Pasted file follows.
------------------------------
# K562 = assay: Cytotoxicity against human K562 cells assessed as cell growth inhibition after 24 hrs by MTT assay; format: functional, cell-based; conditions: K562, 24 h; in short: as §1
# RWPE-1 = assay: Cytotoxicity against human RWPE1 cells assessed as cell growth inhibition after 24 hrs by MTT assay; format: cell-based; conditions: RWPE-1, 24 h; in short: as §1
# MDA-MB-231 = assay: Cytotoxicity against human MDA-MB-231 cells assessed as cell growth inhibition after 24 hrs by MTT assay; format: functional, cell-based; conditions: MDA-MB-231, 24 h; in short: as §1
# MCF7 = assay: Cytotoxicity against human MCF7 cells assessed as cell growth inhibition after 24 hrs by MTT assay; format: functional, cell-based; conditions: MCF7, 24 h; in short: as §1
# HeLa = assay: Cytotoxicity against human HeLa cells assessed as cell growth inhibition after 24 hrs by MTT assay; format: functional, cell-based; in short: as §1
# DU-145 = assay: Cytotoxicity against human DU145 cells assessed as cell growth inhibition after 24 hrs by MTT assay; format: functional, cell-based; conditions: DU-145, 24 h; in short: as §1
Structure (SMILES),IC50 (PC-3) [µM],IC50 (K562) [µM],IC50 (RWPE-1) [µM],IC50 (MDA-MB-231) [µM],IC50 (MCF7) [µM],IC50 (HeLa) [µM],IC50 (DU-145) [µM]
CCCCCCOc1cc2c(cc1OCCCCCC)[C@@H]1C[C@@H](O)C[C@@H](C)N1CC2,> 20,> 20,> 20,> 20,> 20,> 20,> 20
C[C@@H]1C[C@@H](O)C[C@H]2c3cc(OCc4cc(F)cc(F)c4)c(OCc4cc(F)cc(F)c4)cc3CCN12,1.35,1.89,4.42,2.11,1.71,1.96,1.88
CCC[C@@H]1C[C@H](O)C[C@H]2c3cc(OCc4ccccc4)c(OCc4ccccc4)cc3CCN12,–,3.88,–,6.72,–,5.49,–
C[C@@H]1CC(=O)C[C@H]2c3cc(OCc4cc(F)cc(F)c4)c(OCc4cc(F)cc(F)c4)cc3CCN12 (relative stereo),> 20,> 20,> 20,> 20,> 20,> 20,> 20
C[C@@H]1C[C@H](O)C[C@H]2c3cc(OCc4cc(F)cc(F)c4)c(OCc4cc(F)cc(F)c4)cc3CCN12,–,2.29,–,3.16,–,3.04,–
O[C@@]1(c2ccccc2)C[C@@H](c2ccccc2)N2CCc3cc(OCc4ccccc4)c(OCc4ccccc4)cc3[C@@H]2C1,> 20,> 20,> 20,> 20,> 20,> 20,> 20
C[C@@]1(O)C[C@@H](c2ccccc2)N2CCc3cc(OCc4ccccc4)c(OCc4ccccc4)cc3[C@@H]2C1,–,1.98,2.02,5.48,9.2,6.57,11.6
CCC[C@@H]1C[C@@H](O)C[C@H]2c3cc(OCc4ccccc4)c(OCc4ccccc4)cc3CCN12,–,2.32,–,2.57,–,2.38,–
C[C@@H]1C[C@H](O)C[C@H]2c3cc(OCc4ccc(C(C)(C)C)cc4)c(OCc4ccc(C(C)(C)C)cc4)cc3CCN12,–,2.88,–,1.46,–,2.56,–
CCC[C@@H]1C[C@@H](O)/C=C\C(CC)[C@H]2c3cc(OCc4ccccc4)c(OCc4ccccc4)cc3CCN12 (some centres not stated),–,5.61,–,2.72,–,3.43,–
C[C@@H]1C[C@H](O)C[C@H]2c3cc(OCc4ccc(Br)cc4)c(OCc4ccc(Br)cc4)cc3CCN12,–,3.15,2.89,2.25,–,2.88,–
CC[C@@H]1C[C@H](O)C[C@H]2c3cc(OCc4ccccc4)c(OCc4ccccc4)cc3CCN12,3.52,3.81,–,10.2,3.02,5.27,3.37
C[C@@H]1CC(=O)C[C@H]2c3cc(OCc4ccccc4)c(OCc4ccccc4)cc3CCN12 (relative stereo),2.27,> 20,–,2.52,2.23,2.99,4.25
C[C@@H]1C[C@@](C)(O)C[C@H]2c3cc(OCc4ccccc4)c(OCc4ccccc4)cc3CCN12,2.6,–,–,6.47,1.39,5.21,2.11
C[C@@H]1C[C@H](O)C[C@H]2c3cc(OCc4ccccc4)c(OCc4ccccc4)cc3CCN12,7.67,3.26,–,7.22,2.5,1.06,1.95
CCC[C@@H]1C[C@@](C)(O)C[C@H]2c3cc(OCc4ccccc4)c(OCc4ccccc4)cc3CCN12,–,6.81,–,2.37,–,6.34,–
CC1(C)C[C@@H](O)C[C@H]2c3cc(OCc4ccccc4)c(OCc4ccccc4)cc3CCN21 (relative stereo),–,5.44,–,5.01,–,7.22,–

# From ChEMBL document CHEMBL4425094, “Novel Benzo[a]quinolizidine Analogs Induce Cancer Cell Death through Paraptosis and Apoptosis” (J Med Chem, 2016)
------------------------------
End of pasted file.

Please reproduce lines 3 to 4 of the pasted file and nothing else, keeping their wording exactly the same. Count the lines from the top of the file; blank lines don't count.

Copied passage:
# MDA-MB-231 = assay: Cytotoxicity against human MDA-MB-231 cells assessed as cell growth inhibition after 24 hrs by MTT assay; format: functional, cell-based; conditions: MDA-MB-231, 24 h; in short: as §1
# MCF7 = assay: Cytotoxicity against human MCF7 cells assessed as cell growth inhibition after 24 hrs by MTT assay; format: functional, cell-based; conditions: MCF7, 24 h; in short: as §1